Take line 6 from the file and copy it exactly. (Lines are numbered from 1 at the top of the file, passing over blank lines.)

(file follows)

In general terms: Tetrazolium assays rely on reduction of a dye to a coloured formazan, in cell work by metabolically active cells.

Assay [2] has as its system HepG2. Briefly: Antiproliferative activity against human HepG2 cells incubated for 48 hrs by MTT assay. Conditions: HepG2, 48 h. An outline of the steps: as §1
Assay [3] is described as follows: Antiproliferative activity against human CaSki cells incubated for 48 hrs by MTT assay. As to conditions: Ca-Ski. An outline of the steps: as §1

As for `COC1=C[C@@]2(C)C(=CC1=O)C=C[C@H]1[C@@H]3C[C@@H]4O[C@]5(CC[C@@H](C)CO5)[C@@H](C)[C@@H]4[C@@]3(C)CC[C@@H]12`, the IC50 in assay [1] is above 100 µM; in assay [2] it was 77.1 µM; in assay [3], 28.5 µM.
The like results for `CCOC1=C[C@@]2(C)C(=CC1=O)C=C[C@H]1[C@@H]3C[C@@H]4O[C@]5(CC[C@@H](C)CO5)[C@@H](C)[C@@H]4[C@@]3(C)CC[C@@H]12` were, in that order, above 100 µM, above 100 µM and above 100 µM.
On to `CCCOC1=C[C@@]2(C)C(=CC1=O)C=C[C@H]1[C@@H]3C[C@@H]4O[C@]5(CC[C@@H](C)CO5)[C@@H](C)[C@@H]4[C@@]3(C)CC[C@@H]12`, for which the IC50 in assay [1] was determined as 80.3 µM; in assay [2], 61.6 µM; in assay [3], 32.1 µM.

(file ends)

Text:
On to `CCCOC1=C[C@@]2(C)C(=CC1=O)C=C[C@H]1[C@@H]3C[C@@H]4O[C@]5(CC[C@@H](C)CO5)[C@@H](C)[C@@H]4[C@@]3(C)CC[C@@H]12`, for which the IC50 in assay [1] was determined as 80.3 µM; in assay [2], 61.6 µM; in assay [3], 32.1 µM.